Scott Gration, a retired air force general and former US special envoy to Sudan, took up the post in Nairobi on May 2011.
“Differences with Washington regarding my leadership style and certain priorities lead me to believe that it’s now time to leave. Accordingly, I submitted my notice of resignation last Monday,” Gration said in a statement.
He provided no further details as to the nature of the disagreement.
Kenya is widely seen as a key base for the US in its efforts to tackle Islamist insurgents across the wider Horn of Africa region, including in Somalia where Al-Qaeda linked Al Shabaab fighters are fighting Western-backed forces.
“It has been a great honour and a profound privilege to be a part of the US State Department team for the past three years and to serve as the US Ambassador to Kenya and as the CEO of Team Kenya since May of 2011 .Accordingly, I submitted my notice of resignation last Monday to the Secretary of State and to the President of the United States of America, to be effective as of 28 July 2012,” the statement read.
Gration, a retired air force general and former US special envoy to Sudan has been America’s representative to Kenya since May 2011.
The statement quotes him saying that the opportunity to serve as US ambassador in Kenya was a dream job for him and his wife Judy, because it was a perfect opportunity to use his deep-rooted knowledge of Kenya.
Gration said he was hopeful Kenya would implement its constitutional reforms, hold elections next year, and proceed with the devolution of political and economic power.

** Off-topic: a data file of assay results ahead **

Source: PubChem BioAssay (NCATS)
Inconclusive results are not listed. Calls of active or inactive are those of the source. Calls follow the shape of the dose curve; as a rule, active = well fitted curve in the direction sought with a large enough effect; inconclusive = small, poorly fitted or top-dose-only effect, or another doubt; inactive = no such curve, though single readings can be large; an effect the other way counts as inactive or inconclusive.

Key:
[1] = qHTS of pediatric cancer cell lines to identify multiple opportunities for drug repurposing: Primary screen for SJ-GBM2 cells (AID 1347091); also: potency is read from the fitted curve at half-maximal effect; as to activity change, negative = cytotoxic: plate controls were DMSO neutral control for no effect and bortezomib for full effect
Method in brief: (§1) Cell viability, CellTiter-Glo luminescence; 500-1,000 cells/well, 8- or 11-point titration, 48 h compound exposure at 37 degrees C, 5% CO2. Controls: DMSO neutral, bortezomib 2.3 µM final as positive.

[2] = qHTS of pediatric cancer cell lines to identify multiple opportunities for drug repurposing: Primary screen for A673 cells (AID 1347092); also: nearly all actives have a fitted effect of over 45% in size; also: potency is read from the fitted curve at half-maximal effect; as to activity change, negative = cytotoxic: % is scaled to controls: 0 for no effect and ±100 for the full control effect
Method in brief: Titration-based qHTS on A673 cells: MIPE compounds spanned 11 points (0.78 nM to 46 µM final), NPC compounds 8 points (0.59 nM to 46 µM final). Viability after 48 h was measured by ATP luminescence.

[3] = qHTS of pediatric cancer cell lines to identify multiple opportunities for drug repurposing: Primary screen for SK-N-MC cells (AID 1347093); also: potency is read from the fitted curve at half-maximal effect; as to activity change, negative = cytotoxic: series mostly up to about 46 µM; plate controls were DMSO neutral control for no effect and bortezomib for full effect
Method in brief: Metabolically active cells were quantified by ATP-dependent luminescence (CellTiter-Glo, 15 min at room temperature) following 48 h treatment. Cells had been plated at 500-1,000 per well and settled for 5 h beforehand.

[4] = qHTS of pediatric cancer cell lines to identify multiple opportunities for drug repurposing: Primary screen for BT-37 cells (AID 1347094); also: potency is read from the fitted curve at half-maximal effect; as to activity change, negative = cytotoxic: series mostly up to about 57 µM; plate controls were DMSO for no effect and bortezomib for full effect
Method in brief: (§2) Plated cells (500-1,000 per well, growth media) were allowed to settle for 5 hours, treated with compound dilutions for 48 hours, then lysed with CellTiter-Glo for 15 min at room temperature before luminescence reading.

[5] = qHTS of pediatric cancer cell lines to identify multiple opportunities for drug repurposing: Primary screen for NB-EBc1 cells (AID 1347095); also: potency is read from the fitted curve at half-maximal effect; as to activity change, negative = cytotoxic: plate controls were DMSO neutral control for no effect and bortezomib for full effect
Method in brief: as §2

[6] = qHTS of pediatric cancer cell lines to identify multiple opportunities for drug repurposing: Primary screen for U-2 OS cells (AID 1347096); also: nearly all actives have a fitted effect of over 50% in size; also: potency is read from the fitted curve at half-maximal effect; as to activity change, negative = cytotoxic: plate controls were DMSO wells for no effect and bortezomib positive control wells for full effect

“I am very proud of my 35-year career of dedicated and honourable service to our great nation, leading at all times with integrity first and the highest ethical standards,” the statement further said.
“Judy and I are looking forward to returning to the work about which we are so passionate. But as we depart, we will deeply miss Kenya, the Kenyan people, our partners in the diplomatic corps, and our colleagues in the US Mission. Our hearts will remain here with you and with the true friendships that will endure until death,” he added.
The US Embassy in Nairobi caused uproar from the Kenyan government after it issued a travel advisory last Saturday to its citizens cautioning them from travelling to Mombasa over a threat of an imminent terrorist attack.
A day after the travel advisory, three people were killed and several others wounded in a hand grenade attack on a bar in Mombasa.
Acting Head of the Civil Service Francis Kimemia and Tourism minister Dan Mwazo accused the US of economic sabotage for issuing the terror alert.
Kenya wrote a protest note to Washington through the US Embassy in Nairobi demanding a reversal of the advisory, but there has been no action on the same.
“It is a reckless advisory and it was totally uncalled for, It is aimed at sabotaging the country’s economy,” Kimemia had said at a press conference where he was accompanied by Tourism Minister Dan Mwazo.
Gration has resigned days after the US embassy hosted a party (The Pride celebration) for Lesbians, Gay, Bisexual and Transgender persons (LGBT), a move that ruffled feathers in local religious ranks.
Gration however did not attend the event which was the first of its kind in the country and which is part of the Obama administration’s policy to fight prejudice against LGBT people.
Counselor for Public Affairs at the Embassy John Haynes remained tight lipped on his reaction to the resignation saying: “The statement speaks for itself; I cannot add anything to it.”
Kenya is widely seen as a key base for the US in its efforts to tackle Islamist insurgents across the wider Horn of Africa region, including in Somalia where Al-Qaeda linked Al-Shabaab fighters are fighting Western-backed forces.